When wastewater infrastructure can be delivered on demand, developers can build scalable distributed sewer the way they build roads and give it to the community.
Piperton, TN, a small town with a new highway exchange east of Memphis, also recognized the potential in the distributed approach to sewer. The town wanted development, however, its small tax base prohibited building to a forward forecast in demand. It also wanted to retain its rural character. but septic systems and central sewers would create the risks of sprawl.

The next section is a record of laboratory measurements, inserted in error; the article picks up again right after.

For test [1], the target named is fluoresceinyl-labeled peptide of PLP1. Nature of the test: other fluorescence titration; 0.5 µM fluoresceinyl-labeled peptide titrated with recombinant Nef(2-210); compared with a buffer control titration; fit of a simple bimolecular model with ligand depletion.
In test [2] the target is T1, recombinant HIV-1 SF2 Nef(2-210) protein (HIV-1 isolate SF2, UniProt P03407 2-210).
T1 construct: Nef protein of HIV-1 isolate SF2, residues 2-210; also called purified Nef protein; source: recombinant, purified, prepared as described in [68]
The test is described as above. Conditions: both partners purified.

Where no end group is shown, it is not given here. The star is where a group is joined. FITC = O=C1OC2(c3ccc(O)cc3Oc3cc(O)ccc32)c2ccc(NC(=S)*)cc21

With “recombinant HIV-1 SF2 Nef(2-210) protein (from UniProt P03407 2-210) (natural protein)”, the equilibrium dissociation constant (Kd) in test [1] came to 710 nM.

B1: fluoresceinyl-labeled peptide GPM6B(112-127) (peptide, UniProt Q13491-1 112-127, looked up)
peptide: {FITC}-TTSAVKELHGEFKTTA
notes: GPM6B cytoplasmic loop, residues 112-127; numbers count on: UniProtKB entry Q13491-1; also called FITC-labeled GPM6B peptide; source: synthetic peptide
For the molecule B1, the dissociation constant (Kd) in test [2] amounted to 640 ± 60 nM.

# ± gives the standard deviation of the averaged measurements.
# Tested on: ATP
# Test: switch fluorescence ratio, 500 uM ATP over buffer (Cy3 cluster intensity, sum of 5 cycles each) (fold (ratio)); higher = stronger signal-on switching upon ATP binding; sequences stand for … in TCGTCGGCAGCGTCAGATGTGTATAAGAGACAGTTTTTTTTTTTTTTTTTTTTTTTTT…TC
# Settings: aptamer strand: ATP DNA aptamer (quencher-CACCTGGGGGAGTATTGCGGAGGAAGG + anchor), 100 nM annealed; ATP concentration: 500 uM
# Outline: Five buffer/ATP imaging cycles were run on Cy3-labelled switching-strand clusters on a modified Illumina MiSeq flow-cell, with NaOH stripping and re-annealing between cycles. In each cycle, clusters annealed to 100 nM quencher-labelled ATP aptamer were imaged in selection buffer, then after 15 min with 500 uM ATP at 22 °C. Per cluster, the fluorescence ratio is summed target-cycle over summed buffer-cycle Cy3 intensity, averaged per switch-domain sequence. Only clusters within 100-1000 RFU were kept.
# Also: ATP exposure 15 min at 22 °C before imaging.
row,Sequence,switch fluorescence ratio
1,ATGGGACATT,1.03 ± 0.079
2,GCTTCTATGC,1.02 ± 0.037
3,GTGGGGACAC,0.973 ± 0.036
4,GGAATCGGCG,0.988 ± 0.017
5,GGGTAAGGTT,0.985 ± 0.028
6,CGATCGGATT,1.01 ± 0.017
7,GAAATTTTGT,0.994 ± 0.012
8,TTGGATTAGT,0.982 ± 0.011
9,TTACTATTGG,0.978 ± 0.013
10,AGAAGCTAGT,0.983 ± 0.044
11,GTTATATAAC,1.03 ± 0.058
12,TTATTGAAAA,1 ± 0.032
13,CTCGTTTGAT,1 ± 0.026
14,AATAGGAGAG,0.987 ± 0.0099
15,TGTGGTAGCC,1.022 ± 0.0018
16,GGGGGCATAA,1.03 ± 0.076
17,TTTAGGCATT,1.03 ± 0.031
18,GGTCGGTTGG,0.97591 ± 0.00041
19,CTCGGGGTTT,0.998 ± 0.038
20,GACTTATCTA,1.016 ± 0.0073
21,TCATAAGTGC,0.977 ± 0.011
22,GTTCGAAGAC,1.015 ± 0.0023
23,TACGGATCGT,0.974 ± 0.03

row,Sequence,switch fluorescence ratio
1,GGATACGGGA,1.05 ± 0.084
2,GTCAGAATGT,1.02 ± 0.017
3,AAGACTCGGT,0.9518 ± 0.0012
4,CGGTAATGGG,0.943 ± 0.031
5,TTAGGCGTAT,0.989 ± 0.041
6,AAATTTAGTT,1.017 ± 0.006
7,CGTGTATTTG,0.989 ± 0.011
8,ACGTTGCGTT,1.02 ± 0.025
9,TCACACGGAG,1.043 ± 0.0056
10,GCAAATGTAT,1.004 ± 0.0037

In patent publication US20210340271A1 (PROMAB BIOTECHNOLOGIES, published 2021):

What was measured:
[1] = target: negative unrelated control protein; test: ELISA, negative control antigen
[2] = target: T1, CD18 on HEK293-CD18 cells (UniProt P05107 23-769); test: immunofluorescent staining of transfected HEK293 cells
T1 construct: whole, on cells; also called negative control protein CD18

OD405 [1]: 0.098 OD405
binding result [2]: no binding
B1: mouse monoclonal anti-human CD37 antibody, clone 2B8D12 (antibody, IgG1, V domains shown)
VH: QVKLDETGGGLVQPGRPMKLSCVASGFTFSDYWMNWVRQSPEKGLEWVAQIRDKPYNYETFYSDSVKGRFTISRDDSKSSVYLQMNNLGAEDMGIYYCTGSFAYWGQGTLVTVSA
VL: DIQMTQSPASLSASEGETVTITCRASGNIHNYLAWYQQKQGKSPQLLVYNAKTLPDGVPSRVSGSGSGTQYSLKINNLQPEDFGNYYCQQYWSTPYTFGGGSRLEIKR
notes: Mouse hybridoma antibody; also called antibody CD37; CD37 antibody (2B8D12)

Piperton designed a governing system of variances and compliance guidelines that included the use of a flood plain, a simplified approval process, and incentives for developers. The developers received increased density, reduced infrastructure costs, potential for additional homes, and additional value for municipal sewer services.
Piperton built 280,000 gallons per day of municipal wastewater infrastructure assets at no cost to the community. It accomplished this by creating a negotiated or bartered form of public/private partnership without risking its own resources and without the costs associated with conventional sewer.